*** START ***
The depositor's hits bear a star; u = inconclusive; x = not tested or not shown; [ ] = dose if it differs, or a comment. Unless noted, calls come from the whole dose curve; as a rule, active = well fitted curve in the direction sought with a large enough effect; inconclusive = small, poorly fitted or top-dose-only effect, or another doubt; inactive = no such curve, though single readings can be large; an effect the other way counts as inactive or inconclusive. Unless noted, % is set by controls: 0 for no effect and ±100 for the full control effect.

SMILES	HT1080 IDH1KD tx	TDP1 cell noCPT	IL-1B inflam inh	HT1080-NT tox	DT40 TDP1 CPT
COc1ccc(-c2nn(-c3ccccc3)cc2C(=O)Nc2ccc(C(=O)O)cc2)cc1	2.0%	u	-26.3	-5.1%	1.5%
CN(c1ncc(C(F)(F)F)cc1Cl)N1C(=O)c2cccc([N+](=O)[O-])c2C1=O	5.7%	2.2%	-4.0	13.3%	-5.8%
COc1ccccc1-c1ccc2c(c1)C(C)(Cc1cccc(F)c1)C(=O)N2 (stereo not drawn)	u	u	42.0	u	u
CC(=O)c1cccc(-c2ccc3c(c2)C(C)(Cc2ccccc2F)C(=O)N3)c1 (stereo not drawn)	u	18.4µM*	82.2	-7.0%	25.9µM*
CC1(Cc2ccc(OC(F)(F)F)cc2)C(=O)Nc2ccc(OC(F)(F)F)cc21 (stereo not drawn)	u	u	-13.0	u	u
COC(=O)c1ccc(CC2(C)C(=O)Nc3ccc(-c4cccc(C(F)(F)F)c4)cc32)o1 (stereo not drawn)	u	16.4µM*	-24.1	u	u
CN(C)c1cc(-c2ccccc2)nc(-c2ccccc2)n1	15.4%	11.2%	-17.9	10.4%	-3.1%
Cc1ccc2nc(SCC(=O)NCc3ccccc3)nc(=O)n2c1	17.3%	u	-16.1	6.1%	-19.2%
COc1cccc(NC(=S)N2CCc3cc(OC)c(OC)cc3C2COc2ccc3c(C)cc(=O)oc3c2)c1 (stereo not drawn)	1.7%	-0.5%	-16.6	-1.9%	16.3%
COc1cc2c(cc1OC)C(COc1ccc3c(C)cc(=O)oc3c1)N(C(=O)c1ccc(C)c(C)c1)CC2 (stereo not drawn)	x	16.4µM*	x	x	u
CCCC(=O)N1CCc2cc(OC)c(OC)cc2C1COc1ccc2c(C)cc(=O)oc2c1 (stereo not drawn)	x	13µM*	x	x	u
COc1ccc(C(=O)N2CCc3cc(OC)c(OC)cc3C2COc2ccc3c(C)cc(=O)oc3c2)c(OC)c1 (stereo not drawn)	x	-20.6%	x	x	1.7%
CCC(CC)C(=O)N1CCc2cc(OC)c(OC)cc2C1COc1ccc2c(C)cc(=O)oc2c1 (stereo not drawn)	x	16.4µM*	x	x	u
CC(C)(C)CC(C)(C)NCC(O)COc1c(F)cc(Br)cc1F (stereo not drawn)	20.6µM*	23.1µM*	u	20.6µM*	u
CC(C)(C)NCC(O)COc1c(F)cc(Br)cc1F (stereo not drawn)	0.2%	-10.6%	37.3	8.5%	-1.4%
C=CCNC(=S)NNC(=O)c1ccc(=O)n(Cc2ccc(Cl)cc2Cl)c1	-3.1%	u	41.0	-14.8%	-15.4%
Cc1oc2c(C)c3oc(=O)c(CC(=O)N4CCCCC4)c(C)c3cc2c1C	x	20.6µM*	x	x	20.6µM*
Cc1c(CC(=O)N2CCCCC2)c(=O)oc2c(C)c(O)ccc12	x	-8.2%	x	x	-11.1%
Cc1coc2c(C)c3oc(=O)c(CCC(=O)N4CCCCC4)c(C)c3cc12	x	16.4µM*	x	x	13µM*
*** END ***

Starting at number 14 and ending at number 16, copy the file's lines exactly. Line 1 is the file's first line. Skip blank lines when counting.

COc1ccc(C(=O)N2CCc3cc(OC)c(OC)cc3C2COc2ccc3c(C)cc(=O)oc3c2)c(OC)c1 (stereo not drawn)	x	-20.6%	x	x	1.7%
CCC(CC)C(=O)N1CCc2cc(OC)c(OC)cc2C1COc1ccc2c(C)cc(=O)oc2c1 (stereo not drawn)	x	16.4µM*	x	x	u
CC(C)(C)CC(C)(C)NCC(O)COc1c(F)cc(Br)cc1F (stereo not drawn)	20.6µM*	23.1µM*	u	20.6µM*	u